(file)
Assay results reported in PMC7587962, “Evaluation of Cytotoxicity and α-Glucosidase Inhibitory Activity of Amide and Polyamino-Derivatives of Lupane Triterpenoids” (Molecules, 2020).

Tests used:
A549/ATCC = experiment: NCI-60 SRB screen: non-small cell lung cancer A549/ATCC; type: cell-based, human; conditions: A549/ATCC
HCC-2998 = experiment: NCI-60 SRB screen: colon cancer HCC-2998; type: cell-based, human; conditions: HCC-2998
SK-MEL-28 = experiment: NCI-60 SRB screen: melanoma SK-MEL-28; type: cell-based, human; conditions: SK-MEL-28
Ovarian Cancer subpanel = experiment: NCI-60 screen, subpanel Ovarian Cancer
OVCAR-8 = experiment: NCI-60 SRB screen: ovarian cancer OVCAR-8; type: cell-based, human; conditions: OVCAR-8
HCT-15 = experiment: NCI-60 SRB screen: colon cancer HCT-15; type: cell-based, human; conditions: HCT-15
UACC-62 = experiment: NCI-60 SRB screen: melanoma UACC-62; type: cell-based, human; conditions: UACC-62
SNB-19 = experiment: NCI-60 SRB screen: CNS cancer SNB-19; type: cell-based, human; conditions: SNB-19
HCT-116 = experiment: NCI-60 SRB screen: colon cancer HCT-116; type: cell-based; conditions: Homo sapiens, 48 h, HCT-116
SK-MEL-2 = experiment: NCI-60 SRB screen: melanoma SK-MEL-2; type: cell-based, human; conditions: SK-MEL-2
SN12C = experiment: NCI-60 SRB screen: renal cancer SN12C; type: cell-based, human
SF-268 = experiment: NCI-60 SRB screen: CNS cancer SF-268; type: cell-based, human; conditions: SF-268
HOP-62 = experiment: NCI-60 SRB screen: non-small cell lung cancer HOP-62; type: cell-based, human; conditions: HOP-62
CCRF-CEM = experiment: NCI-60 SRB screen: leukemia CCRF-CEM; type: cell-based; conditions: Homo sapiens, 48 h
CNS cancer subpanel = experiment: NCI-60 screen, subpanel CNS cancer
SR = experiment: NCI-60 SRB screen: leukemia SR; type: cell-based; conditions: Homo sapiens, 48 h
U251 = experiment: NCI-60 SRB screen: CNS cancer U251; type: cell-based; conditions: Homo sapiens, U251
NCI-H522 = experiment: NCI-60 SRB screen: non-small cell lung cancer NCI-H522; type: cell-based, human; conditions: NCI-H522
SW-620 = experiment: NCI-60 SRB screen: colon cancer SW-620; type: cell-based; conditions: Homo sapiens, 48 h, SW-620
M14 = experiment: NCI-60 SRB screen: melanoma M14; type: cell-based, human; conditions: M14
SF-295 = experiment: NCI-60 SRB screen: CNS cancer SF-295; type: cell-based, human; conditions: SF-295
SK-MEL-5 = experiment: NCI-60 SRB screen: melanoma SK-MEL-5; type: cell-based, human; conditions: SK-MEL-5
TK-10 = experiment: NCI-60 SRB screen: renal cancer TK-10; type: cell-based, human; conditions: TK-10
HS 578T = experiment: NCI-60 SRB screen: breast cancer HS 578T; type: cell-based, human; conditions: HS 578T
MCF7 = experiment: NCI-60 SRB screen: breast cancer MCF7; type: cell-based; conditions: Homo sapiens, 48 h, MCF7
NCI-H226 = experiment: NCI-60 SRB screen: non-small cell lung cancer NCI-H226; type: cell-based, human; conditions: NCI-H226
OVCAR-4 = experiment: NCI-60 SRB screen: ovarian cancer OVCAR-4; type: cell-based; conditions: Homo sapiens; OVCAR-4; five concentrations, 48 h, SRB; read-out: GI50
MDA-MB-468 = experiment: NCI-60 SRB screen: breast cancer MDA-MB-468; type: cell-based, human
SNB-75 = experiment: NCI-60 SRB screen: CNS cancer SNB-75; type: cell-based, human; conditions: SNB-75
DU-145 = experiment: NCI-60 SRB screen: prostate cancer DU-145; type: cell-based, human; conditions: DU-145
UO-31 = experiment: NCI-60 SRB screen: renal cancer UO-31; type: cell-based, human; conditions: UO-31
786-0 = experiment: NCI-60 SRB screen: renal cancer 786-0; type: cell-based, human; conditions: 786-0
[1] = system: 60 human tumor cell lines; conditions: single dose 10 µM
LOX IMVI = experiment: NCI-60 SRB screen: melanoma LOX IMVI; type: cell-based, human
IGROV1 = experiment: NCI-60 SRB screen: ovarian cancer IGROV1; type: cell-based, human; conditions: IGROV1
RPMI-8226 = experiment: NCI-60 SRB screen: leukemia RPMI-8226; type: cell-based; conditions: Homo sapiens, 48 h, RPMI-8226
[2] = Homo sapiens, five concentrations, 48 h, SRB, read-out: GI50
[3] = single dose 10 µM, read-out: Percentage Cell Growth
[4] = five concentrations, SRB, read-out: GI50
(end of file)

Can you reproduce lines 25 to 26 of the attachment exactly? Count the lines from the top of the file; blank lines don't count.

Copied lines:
TK-10 = experiment: NCI-60 SRB screen: renal cancer TK-10; type: cell-based, human; conditions: TK-10
HS 578T = experiment: NCI-60 SRB screen: breast cancer HS 578T; type: cell-based, human; conditions: HS 578T